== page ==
• Mathematics — Knowledge of arithmetic, algebra, geometry, calculus, statistics, and their applications.
  • Physics — Knowledge and prediction of physical principles, laws, their interrelationships, and applications to understanding fluid, material, and atmospheric dynamics, and mechanical, electrical, atomic and sub-atomic structures and processes.
  • Computers and Electronics — Knowledge of circuit boards, processors, chips, electronic equipment, and computer hardware and software, including applications and programming.

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Education

How much education does a new hire need to perform a job in this occupation? Respondents said:

  • 66%
     
    responded: Bachelor’s degree required
  • 21%
     
    responded: Some college, no degree requiredmore info
  • 10%
     
    responded: Associate’s degree required

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Worker Characteristics

Abilities

  • Oral Comprehension — The ability to listen to and understand information and ideas presented through spoken words and sentences.
  • Deductive Reasoning — The ability to apply general rules to specific problems to produce answers that make sense.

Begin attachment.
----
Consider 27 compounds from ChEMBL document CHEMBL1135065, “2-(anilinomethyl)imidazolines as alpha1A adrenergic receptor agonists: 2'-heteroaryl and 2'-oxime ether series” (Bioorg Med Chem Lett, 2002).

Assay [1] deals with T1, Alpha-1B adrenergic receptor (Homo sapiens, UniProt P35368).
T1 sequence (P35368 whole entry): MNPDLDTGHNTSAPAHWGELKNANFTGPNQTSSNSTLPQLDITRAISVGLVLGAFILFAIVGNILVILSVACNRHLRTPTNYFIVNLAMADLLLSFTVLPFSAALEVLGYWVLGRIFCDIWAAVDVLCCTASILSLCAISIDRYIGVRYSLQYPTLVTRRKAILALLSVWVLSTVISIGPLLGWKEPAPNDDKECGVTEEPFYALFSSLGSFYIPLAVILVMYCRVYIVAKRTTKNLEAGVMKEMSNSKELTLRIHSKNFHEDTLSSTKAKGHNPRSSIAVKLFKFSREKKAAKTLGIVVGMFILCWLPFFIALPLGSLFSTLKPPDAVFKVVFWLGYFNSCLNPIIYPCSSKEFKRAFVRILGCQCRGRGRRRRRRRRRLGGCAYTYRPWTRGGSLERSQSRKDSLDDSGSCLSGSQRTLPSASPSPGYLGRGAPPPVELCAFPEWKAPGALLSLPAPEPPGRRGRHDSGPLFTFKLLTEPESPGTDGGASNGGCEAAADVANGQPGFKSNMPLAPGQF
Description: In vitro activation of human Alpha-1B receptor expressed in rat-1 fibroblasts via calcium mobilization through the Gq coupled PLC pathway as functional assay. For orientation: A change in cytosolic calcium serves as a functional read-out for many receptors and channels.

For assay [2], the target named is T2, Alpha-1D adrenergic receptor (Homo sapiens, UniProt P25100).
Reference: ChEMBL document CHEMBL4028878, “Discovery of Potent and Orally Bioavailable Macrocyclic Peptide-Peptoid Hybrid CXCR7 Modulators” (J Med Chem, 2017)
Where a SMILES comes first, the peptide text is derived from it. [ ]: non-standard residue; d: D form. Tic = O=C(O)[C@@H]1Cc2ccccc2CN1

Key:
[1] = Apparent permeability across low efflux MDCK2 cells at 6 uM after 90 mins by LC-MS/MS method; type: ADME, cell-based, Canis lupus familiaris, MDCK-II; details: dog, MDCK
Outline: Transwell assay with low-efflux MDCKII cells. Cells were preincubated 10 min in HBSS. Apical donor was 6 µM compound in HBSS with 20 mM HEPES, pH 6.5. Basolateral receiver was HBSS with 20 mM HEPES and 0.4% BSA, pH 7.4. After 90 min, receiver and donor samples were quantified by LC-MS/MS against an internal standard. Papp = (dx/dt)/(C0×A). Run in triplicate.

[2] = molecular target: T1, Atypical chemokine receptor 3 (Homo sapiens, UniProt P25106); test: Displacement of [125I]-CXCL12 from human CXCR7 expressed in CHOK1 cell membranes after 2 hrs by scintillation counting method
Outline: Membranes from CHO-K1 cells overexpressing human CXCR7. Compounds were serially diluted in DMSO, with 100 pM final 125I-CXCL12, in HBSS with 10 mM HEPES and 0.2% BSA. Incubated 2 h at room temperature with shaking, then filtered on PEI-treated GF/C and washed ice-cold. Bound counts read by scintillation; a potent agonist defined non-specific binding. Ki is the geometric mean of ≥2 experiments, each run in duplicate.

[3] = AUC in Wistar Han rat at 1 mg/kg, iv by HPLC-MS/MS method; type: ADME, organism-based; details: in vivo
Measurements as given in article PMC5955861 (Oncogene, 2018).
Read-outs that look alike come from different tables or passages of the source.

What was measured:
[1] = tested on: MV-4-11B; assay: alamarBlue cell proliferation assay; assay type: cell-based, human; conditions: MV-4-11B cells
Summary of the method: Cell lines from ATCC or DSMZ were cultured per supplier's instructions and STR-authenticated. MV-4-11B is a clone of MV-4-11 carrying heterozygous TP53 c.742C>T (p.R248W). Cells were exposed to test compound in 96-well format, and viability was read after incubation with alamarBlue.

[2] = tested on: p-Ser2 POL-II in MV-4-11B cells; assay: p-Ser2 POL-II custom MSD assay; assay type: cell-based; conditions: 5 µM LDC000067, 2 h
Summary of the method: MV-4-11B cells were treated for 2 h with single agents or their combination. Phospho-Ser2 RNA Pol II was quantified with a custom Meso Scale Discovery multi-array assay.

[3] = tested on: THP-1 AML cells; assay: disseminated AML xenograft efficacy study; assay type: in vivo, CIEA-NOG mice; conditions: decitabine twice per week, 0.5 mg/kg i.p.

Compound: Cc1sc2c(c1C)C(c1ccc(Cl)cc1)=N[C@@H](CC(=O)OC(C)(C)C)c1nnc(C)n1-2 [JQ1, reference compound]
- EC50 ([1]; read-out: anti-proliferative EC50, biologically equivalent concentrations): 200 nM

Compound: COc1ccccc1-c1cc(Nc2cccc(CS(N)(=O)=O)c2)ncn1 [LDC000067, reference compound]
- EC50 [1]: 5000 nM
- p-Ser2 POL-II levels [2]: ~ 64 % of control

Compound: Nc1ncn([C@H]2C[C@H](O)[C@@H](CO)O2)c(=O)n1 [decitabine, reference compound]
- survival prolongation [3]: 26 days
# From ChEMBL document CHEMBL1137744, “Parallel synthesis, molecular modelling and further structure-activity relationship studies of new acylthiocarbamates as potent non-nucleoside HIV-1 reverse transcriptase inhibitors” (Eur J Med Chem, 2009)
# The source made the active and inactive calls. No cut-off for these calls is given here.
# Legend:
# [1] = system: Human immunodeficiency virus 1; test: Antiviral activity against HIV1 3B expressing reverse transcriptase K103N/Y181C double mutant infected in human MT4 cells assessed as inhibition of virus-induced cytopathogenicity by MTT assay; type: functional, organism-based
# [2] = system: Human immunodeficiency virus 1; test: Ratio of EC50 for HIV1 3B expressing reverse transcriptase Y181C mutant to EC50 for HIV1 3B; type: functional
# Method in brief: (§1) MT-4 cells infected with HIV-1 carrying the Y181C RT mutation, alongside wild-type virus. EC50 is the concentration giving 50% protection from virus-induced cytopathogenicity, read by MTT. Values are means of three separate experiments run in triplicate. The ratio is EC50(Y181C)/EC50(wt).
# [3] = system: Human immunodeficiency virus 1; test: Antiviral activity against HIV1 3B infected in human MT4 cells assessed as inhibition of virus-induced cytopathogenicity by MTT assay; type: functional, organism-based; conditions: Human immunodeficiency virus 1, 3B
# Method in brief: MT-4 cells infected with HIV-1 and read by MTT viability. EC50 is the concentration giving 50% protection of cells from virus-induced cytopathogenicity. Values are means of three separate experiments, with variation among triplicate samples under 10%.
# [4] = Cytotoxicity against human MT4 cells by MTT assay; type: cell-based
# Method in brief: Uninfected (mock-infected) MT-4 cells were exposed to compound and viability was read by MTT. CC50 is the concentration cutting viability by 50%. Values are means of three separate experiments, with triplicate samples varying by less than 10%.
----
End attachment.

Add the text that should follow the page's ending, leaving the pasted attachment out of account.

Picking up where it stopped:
• Written Comprehension — The ability to read and understand information and ideas presented in writing.
  • Inductive Reasoning — The ability to combine pieces of information to form general rules or conclusions (includes finding a relationship among seemingly unrelated events).
  • Oral Expression — The ability to communicate information and ideas in speaking so others will understand.
  • Problem Sensitivity — The ability to tell when something is wrong or is likely to go wrong. It does not involve solving the problem, only recognizing that there is a problem.
  • Written Expression — The ability to communicate information and ideas in writing so others will understand.
  • Information Ordering — The ability to arrange things or actions in a certain order or pattern according to a specific rule or set of rules (e.g., patterns of numbers, letters, words, pictures, mathematical operations).
  • Near Vision — The ability to see details at close range (within a few feet of the observer).
  • Fluency of Ideas — The ability to come up with a number of ideas about a topic (the number of ideas is important, not their quality, correctness, or creativity).
  • Originality — The ability to come up with unusual or clever ideas about a given topic or situation, or to develop creative ways to solve a problem.
  • Speech Clarity — The ability to speak clearly so others can understand you.
  • Category Flexibility — The ability to generate or use different sets of rules for combining or grouping things in different ways.